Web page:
How Simple Hydration Can Protect Your Teeth
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For all living things, water is one of the most essential and valuable elements on the planet. Its goodness can be harnessed for all kinds of benefits during your daily routine. One of the lesser-known ones involves protecting your teeth.
While there is never a better way to protect your teeth than going to your dentist for routine check-ups and treatments, at-home care (including proper oral hygiene with twice-daily brushing and flossing) and dietary adjustments — like upping that water intake — can help.
Tips for Caring for Your Teeth
Aside from regular dental cleanings with Dr. Fiss, there are many small daily steps you can take at home to help keep your teeth healthy and strong for a lifetime. These include avoiding sugary drinks and foods that can erode the enamel that protects the integrity of tooth enamel, brushing two times a day, and drinking lots of water.
The old eight glasses of water a day adage is an acceptable guideline for overall health, but some people might need more or less. And water can also be used for regular mouth rinsing on top of daily intake.
Three Ways Water Can Help With Dental Care
1. Extra Level of Cleaning
Drinking water helps keep your mouth clean. It contains no sugar or acids and — like saliva — washes potentially destructive sugars and acids off the teeth.
Rinsing your mouth after eating or drinking anything acidic — such as citrus fruit, yogurt, or wine — is also helpful.
2. Keeps Dry Mouth at Bay
Drinking water prevents dry mouth, which, over time, can lead to plaque build-up and tooth decay. With xerostomia (the technical term for dry mouth), bacteria can build up in the absence of the minerals and cleansing properties of saliva production.
Many people who are on medications (prescription and over-the-counter) or have had cancer treatments (chemotherapy or radiation) experience dry mouth as these medications and treatments decrease saliva quality and quantity.
Saliva is 99 percent water, and when your body isn’t producing enough of it (for any reason), you need to supplement it with additional hydration. Additionally, saliva contains necessary proteins and enzymes that help protect against tooth decay and help with digestion.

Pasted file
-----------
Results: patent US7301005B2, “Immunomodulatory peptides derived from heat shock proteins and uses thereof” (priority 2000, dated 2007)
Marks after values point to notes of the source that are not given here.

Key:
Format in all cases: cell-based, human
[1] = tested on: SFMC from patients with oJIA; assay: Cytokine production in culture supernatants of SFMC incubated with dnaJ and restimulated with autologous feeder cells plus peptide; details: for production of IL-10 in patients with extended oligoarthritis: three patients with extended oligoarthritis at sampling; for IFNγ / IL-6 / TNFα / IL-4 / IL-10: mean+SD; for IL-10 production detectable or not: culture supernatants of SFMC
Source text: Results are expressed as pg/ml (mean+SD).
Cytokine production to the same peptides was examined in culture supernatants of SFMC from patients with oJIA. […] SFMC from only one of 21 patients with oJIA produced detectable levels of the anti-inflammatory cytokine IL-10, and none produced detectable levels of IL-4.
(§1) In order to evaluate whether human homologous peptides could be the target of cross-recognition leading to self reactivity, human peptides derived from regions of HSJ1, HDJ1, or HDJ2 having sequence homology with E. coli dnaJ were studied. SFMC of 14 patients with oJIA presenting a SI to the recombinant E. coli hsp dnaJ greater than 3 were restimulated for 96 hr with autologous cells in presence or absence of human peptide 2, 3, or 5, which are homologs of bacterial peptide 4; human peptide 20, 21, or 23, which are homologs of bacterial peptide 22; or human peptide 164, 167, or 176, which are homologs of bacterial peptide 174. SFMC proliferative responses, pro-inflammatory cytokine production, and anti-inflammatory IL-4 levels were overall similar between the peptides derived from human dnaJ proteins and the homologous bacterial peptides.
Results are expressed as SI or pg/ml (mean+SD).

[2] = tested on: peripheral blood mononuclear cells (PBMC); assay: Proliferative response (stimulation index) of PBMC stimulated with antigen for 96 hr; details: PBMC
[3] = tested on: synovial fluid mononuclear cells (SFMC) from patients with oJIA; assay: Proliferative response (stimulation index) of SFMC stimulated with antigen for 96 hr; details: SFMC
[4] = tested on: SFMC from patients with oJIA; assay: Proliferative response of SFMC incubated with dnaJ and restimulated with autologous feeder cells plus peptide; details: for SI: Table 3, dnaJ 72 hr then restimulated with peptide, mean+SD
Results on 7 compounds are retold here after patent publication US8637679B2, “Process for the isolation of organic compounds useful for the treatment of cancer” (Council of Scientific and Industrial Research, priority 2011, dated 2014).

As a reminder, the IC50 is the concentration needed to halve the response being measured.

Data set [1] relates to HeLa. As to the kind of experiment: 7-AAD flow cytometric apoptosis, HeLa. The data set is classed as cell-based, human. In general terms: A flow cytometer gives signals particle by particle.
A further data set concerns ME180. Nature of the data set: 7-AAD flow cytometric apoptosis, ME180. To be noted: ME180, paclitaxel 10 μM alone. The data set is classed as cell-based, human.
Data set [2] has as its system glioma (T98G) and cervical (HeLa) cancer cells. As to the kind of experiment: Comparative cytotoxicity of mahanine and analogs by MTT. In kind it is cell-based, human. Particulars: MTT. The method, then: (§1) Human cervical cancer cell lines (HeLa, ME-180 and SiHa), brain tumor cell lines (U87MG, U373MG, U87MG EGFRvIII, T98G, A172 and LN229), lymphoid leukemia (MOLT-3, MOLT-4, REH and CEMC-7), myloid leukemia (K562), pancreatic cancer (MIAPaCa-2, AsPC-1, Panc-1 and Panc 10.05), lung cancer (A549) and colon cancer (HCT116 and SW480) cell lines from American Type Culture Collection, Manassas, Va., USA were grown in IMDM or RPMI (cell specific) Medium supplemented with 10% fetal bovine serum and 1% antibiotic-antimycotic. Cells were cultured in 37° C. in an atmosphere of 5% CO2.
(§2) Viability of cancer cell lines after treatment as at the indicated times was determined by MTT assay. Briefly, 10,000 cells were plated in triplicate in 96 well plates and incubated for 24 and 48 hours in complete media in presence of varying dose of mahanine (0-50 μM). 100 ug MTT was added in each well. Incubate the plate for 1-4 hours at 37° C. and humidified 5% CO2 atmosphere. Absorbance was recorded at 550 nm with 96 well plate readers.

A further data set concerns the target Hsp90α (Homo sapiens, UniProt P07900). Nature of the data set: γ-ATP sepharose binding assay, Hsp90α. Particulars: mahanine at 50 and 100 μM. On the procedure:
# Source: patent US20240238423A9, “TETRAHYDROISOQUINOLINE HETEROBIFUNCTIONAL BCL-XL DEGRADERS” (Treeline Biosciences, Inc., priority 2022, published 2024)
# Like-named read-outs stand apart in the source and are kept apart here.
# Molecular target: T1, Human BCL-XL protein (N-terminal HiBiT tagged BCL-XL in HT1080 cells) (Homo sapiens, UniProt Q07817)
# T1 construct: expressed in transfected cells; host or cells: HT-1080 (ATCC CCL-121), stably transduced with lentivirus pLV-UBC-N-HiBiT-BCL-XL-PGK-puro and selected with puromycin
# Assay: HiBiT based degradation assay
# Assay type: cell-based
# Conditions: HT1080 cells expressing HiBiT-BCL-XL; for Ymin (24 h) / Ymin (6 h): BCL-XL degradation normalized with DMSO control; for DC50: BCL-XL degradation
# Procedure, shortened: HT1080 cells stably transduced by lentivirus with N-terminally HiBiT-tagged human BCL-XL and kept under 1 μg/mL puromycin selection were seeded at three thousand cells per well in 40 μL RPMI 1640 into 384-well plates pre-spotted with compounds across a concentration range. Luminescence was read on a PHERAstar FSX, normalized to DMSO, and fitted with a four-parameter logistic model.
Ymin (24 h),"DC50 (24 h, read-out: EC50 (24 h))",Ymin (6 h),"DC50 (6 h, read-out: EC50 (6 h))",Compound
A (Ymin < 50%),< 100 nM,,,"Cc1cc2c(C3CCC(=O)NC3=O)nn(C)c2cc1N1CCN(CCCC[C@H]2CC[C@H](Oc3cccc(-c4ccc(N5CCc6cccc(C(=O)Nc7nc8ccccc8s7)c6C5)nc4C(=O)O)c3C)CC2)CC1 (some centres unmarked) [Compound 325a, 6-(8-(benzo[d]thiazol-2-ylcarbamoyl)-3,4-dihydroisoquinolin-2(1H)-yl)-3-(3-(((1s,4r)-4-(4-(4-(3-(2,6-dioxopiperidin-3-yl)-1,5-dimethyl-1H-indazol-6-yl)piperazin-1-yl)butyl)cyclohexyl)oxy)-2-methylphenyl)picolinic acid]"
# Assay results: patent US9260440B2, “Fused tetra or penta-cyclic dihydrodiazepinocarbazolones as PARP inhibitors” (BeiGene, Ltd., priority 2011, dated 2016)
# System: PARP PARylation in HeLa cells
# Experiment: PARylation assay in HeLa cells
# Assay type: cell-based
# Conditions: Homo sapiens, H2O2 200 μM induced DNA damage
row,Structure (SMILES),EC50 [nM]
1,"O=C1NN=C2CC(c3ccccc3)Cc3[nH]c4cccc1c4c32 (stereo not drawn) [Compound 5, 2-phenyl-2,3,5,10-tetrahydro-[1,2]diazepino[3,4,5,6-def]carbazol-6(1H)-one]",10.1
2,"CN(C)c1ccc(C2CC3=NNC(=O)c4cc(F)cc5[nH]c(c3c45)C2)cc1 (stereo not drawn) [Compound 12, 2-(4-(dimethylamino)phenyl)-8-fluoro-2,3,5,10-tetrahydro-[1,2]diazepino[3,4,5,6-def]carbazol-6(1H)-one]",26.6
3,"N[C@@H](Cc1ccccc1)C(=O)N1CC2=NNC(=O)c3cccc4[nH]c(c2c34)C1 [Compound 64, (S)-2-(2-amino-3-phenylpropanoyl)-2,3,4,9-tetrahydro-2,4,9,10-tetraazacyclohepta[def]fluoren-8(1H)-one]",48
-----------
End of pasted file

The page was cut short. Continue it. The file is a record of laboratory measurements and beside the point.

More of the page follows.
Sipping water throughout the day can sometimes help with dry mouth; however, if the problem persists, you should consult with your dentist as an additional treatment course may be necessary.
Dry mouth is a side effect of hundreds of common medications, and you may be experiencing it without even knowing it. Common side effects of dry mouth include dryness or a sticky feeling in the mouth, chapped lips, and bad breath.
What Is the Link Between Dry Mouth and Bad Breath?
Bad breath (halitosis) is a common side effect of dry mouth. While many people incorrectly assume that bad breath is a temporary issue that is caused by eating pungent foods (like garlic or onions), it is often a chronic condition and, for some, caused by dry mouth.
Because dry mouth is caused by the reduced production of saliva (which helps to cleanse your mouth of bad odors), some odors stay in your mouth, causing bad breath. This can be the result of medication use (some medications even contribute to bad breath further by releasing odorous chemicals that are carried into the mouth).
3. Helps Protect Tooth Enamel
Enamel is the outer (protective covering of the tooth). While this is one of the hardest substances on earth, it can be weakened or lost due to poor dental health. Your enamel is naturally made up of a high percentage of minerals (95 percent) that allow for tooth strength and give your teeth it’s white, bright appearance.
Drinking water with fluoride (which also contains these minerals) helps protect your tooth enamel by remineralizing the hard surface.
Interested in Scheduling an Appointment With Dr. Fiss?
If you are in the Chicago, Illinois, area and want to know more about options for everyday dental care, give the friendly team at Benjamin S. Fiss a call. They can answer all your questions about cosmetic and maintenance dental treatments and book you in for a consultation. Call (312) 951-5230 today or use the online contact form to schedule an appointment.